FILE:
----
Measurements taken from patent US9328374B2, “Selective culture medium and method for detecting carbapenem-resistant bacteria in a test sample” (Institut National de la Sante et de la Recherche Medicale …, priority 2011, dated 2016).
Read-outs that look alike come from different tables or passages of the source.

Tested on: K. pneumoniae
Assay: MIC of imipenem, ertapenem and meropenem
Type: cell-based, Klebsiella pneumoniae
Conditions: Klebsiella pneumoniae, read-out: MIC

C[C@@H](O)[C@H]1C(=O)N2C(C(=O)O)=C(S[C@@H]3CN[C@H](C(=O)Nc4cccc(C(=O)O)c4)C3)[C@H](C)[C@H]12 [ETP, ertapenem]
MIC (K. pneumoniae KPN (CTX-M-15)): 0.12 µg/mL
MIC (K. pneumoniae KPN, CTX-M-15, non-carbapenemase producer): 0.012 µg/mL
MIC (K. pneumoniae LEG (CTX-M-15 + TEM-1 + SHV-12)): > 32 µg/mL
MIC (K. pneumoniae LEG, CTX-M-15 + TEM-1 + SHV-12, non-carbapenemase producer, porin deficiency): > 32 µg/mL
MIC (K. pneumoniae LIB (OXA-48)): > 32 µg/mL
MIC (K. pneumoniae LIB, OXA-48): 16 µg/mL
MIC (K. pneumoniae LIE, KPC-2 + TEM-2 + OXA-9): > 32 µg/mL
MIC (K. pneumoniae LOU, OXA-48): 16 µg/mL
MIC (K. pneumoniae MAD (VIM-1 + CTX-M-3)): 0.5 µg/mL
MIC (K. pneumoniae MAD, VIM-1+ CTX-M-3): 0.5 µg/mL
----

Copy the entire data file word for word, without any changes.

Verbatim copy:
Measurements taken from patent US9328374B2, “Selective culture medium and method for detecting carbapenem-resistant bacteria in a test sample” (Institut National de la Sante et de la Recherche Medicale …, priority 2011, dated 2016).
Read-outs that look alike come from different tables or passages of the source.

Tested on: K. pneumoniae
Assay: MIC of imipenem, ertapenem and meropenem
Type: cell-based, Klebsiella pneumoniae
Conditions: Klebsiella pneumoniae, read-out: MIC

C[C@@H](O)[C@H]1C(=O)N2C(C(=O)O)=C(S[C@@H]3CN[C@H](C(=O)Nc4cccc(C(=O)O)c4)C3)[C@H](C)[C@H]12 [ETP, ertapenem]
MIC (K. pneumoniae KPN (CTX-M-15)): 0.12 µg/mL
MIC (K. pneumoniae KPN, CTX-M-15, non-carbapenemase producer): 0.012 µg/mL
MIC (K. pneumoniae LEG (CTX-M-15 + TEM-1 + SHV-12)): > 32 µg/mL
MIC (K. pneumoniae LEG, CTX-M-15 + TEM-1 + SHV-12, non-carbapenemase producer, porin deficiency): > 32 µg/mL
MIC (K. pneumoniae LIB (OXA-48)): > 32 µg/mL
MIC (K. pneumoniae LIB, OXA-48): 16 µg/mL
MIC (K. pneumoniae LIE, KPC-2 + TEM-2 + OXA-9): > 32 µg/mL
MIC (K. pneumoniae LOU, OXA-48): 16 µg/mL
MIC (K. pneumoniae MAD (VIM-1 + CTX-M-3)): 0.5 µg/mL
MIC (K. pneumoniae MAD, VIM-1+ CTX-M-3): 0.5 µg/mL